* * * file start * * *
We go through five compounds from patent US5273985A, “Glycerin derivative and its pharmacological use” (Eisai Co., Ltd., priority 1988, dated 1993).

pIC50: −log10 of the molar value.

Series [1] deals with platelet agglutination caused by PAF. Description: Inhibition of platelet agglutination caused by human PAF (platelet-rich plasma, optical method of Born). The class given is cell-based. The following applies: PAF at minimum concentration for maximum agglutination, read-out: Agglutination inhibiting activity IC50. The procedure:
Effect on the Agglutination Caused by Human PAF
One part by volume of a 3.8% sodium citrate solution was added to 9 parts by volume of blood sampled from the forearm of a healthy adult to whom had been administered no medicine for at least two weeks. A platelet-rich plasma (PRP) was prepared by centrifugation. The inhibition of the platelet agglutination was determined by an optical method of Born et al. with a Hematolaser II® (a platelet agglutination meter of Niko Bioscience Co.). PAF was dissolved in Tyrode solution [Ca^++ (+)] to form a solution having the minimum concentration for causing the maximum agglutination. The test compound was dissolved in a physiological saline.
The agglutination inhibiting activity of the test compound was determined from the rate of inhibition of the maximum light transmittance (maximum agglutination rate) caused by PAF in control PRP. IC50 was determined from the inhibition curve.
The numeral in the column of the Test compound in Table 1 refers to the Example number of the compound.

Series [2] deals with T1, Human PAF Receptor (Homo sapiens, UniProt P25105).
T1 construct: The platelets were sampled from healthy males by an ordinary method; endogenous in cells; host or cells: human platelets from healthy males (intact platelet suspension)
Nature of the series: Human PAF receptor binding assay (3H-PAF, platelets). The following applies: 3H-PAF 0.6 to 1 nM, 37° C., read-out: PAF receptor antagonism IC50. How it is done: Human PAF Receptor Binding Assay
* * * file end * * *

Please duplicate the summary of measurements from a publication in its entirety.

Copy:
We go through five compounds from patent US5273985A, “Glycerin derivative and its pharmacological use” (Eisai Co., Ltd., priority 1988, dated 1993).

pIC50: −log10 of the molar value.

Series [1] deals with platelet agglutination caused by PAF. Description: Inhibition of platelet agglutination caused by human PAF (platelet-rich plasma, optical method of Born). The class given is cell-based. The following applies: PAF at minimum concentration for maximum agglutination, read-out: Agglutination inhibiting activity IC50. The procedure:
Effect on the Agglutination Caused by Human PAF
One part by volume of a 3.8% sodium citrate solution was added to 9 parts by volume of blood sampled from the forearm of a healthy adult to whom had been administered no medicine for at least two weeks. A platelet-rich plasma (PRP) was prepared by centrifugation. The inhibition of the platelet agglutination was determined by an optical method of Born et al. with a Hematolaser II® (a platelet agglutination meter of Niko Bioscience Co.). PAF was dissolved in Tyrode solution [Ca^++ (+)] to form a solution having the minimum concentration for causing the maximum agglutination. The test compound was dissolved in a physiological saline.
The agglutination inhibiting activity of the test compound was determined from the rate of inhibition of the maximum light transmittance (maximum agglutination rate) caused by PAF in control PRP. IC50 was determined from the inhibition curve.
The numeral in the column of the Test compound in Table 1 refers to the Example number of the compound.

Series [2] deals with T1, Human PAF Receptor (Homo sapiens, UniProt P25105).
T1 construct: The platelets were sampled from healthy males by an ordinary method; endogenous in cells; host or cells: human platelets from healthy males (intact platelet suspension)
Nature of the series: Human PAF receptor binding assay (3H-PAF, platelets). The following applies: 3H-PAF 0.6 to 1 nM, 37° C., read-out: PAF receptor antagonism IC50. How it is done: Human PAF Receptor Binding Assay